It's Switch Browser by Vimperator and it adds an option of the same name to the Share menu of every Android browser that's installed on your phone or tablet. To use it, just go to your current browser's share menu and tap Switch Browser to bring up a list of all your installed browsers. Tap a browser's name to open the current page in it.
It's a brilliant app and is available for free in the Play Store. It's also ad free and requires no permissions to run.
In my Nokia Series 40 Browser V 2.0.2 Review, I mentioned that the phone supports running Series 40 web apps. They have a look and feel similar to native apps and can use device features including geolocation and messaging. This post takes a look at Nokia Web Tools, a set of applications for creating, testing and deploying these apps.
Nokia has just released a new Beta version, Nokia Web Tools 2.0 which includes the following new features:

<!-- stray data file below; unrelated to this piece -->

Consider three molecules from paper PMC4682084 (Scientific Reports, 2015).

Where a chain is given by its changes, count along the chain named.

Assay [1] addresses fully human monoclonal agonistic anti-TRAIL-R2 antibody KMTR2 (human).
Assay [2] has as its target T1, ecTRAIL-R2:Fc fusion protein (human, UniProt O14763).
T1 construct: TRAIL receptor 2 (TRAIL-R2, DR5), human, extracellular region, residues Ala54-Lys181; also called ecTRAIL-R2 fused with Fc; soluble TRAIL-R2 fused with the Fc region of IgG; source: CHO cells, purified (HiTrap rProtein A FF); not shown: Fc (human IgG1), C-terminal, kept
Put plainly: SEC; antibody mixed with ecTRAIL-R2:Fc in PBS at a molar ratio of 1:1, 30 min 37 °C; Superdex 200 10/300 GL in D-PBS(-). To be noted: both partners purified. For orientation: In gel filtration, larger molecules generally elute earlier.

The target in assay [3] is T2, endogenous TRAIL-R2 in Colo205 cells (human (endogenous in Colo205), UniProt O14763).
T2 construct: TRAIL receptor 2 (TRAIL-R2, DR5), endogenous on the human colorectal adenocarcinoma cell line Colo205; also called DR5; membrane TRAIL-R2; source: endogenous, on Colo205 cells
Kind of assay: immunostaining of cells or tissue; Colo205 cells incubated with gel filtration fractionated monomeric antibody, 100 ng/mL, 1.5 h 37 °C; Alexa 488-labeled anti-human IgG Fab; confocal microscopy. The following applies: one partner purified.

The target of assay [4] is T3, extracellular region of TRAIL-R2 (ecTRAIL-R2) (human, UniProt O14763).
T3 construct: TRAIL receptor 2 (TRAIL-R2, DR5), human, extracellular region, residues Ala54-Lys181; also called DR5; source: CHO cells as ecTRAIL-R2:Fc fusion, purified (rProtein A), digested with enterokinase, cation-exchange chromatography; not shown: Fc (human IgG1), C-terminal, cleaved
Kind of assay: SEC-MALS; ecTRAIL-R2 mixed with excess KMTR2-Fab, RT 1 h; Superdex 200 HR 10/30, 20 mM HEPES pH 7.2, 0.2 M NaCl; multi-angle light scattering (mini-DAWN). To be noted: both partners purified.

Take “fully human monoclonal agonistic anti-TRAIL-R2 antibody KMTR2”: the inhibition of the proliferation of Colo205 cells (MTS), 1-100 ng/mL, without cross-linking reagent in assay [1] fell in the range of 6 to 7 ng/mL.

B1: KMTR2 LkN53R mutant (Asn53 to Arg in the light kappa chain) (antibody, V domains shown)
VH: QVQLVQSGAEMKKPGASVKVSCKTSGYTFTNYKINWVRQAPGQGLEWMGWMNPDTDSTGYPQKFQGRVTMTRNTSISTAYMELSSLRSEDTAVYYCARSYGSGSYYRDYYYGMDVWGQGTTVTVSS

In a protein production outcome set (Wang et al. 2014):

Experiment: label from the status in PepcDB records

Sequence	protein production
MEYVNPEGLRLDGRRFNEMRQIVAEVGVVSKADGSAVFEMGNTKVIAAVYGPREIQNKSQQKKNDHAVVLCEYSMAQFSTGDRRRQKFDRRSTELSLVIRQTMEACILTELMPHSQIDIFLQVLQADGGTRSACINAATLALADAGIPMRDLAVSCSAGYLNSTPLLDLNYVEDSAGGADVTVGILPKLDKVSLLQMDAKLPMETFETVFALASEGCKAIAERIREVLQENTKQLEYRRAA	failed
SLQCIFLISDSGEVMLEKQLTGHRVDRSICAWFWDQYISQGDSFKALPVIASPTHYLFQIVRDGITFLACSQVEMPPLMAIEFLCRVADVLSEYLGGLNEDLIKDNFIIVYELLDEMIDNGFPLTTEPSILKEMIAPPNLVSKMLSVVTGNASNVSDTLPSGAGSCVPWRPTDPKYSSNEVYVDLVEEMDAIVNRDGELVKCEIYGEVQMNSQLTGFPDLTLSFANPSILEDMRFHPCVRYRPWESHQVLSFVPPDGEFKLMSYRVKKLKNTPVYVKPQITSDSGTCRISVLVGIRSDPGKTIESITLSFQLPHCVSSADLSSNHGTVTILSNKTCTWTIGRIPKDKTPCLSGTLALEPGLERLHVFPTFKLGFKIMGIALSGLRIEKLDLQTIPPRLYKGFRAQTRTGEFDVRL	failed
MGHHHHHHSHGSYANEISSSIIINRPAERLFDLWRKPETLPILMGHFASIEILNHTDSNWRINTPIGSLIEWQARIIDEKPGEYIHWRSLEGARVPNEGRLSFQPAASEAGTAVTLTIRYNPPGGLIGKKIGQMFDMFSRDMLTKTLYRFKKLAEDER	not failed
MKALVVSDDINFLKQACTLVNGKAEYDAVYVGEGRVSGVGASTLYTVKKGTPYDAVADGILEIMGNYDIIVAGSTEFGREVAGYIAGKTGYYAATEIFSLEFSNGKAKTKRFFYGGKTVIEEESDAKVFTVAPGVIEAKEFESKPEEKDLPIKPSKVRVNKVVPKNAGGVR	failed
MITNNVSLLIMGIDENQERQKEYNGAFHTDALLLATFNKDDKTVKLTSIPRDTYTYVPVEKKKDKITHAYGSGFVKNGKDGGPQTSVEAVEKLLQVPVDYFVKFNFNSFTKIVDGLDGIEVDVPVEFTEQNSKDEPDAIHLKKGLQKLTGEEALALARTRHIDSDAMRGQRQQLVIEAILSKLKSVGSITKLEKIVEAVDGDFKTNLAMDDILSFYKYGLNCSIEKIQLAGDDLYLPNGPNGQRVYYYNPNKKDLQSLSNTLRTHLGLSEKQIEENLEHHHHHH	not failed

- Support for new full touch devices (Asha 305, 306 and 311)
- improvements to simplify web apps development, including:
- preview for template and snippets, so you can see what effect they will have.
- Series 40 web apps specific CSS and HTML validation.
- simulator UI alignment with phone UIs, enabling more accurate testing on your computer.
- updates to all templates, snippets, and code examples so they reflect the Series 40 platform UI style.
- improvements to the usability of the tools, including:
- keyboard shortcuts for most key tasks, such as simulation and packaging.
- a more intuitive process for the deployment of web apps to phones for testing.
- smart, partial, web app content uploading for faster testing when using cloud based simulation or running on a phone.